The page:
This past weekend, I did it.
I made the appointment.
To transform something tainted by history into something beautiful, meaningful and new.
A couple of weeks ago, I shared the story of one of my tattoos. It’s been several years since I closed the door on that chapter of my life, and though I’ve since got other tattoos, this one remains firmly stamped on my back, huge, a continual reminder of pain, of mistakes, and of my darkest hours.
In life, I try to learn from mistakes and bad experiences – with people, it can be through the choice to forgive, or to opt out of negative forces. With work, it can be to focus on how I can better contribute to the future, rather than on errors I may have made in the past. With anxiety, it can be to remain fiercely determined, taking little steps along the path to finally being free of the fears that have held me back for so long. But with a tattoo? It’s not so easy.
Finances definitely play a part in why I haven’t yet done anything about it. This thing is six inches high and solid black, and expanding it into something that’s going to really mean something is a big undertaking. But the biggest reason so far is the pain. My back is an ongoing puzzle I’ve spent the last few years desperately trying to solve. Chronic pain along the right hand side of my back, from the top of my shoulder down to the top of my hip. I’ve lost count of how much money I’ve funnelled into health care providers; chiropractors, physiotherapists, acupuncturists, massage, and even cortisone injections (that was a fun one.) I don’t have coverage for this sort of thing, but I’ll do whatever it takes to figure it out. It stops me being able to do things I want to. Dance, exercise, go bowling – even going to the movies I carry two tennis balls in with me, placing them in the back of my chair, trying to alleviate some of the pain. These days, I’m going for incredible amounts of pain deep-tissue massage once a week and diligently doing my exercises every other night. They’re agonizing, and I feel like a total wuss. But I keep my eyes on the prize.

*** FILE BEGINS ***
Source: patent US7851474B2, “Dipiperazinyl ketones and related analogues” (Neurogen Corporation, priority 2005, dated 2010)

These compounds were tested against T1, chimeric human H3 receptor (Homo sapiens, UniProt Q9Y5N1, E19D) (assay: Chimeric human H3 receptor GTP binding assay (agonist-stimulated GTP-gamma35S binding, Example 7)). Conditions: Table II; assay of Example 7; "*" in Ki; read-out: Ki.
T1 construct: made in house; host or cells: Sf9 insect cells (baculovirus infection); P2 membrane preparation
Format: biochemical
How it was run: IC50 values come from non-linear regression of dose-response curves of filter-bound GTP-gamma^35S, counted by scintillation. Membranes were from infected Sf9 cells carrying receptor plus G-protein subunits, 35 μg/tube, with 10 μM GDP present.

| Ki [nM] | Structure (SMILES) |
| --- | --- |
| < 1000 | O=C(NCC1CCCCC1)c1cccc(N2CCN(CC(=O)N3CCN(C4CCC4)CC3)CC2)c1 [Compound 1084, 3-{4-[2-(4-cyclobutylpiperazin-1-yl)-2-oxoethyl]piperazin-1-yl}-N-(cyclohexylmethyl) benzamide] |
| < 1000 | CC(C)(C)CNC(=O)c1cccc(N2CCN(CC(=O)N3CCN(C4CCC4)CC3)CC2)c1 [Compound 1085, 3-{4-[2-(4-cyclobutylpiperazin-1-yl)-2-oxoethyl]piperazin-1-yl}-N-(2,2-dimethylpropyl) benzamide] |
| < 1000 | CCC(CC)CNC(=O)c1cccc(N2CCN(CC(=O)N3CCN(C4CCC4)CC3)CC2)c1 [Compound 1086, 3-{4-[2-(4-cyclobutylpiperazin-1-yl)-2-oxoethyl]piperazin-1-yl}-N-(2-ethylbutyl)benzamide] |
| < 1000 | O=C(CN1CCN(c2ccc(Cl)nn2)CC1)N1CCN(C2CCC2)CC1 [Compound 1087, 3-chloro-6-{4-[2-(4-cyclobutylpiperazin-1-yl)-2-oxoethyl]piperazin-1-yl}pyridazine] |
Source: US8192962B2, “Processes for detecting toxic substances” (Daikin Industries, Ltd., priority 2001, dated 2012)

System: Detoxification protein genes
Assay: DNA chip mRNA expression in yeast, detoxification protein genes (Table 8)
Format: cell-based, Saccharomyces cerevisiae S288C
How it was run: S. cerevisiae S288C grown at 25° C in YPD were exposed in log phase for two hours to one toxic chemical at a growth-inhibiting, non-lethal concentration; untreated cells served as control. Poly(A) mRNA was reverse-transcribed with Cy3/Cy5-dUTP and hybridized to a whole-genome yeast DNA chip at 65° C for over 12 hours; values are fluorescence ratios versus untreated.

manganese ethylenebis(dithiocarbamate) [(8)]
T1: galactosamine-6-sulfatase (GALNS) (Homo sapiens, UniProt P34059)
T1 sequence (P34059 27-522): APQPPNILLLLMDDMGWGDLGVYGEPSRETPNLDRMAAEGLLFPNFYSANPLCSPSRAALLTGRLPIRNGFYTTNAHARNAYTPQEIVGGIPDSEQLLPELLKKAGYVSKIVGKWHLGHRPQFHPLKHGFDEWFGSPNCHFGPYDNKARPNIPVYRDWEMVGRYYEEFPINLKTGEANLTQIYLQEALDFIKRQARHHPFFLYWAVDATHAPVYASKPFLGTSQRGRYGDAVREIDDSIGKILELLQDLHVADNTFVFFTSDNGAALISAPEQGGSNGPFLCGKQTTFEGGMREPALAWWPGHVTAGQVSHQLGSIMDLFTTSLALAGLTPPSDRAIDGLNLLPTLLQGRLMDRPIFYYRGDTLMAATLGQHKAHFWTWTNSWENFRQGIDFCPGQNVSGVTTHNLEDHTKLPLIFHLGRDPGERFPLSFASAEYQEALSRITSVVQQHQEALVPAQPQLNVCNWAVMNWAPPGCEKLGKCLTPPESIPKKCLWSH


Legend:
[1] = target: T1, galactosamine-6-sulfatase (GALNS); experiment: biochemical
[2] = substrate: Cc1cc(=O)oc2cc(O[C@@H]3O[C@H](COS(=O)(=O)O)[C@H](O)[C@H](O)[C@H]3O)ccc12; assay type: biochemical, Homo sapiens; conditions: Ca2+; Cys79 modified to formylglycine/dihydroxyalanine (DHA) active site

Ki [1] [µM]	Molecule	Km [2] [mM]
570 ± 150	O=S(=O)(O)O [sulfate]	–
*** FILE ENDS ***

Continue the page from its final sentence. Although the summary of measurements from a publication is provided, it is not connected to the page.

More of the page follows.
This has, by far, been the biggest reason I haven’t done anything about my tattoo. Yet. But this weekend, I made an appointment for 18th May (that’s two weeks, people!) to get the outline done. A friend of mine is dating an incredible artist, who worked with what I had and designed something that’s not only amazingly gorgeous, but exactly what I want on my body for life. It’s an elaborate phoenix, the body of which will cover what I have and extend into artistic and intricate wings that span across the entirety of my upper back. I love the idea of rebirth and constantly growing into something stronger, better, and more beautiful. I can’t wait for it to be finished and to show the world. And it’s a perfect fit.
But I can’t deny I’m afraid. The artist said we have to get the outline done all in one session – which he imagines will take at least two hours. After that, he told me, I can come back as many times as I like to get the shading done – if I can only stand 45 minutes, I can do 45 minutes. But two hours? Intimidating, to say the least. Since I’ve started the massage sessions, it’s doing better in that the muscles no longer go into spasm at the slightest touch. But the pain is still there, and the skin very sensitive. I can’t take pain killers beforehand, as they “thin the blood”. I’m debating going for the cortisone shots again the morning of. But then I remind myself I went into convulsing shock and had to be escorted home in a blanket.
When I’m faced with difficult situations, I try to weigh things out. When I first started facilitating workshops, I was terrified. But I weighed out my fear of public speaking and of judgment with my desire to pass along information that will ultimately help my audience live better lives. The latter desire was stronger, and that’s what I used to get through it. I also kept in mind that I can’t control what other people are going to think of me – so there is no sense in worry consuming my mind over something of which I have no power. All I can do is the best I can.
In this instance, I’m trying to use the same balancing act to get through it. The first hurdle will be the hardest, but if I can do it, it’ll be the first step on fully closing the chapter on something I have no desire to revisit ever again. I’ve made the mistakes, and I’ve learned from them. They have done their part in shaping me, and shaping the way I look at life. They have played their part, and it’s fair to be able to close the book and shelve it away for good. Yes, my desire to do that is stronger than my fear. I know it’s going to be hard. But, as with so many things, the things that mean the most are sometimes the hardest to do.
Wish me luck!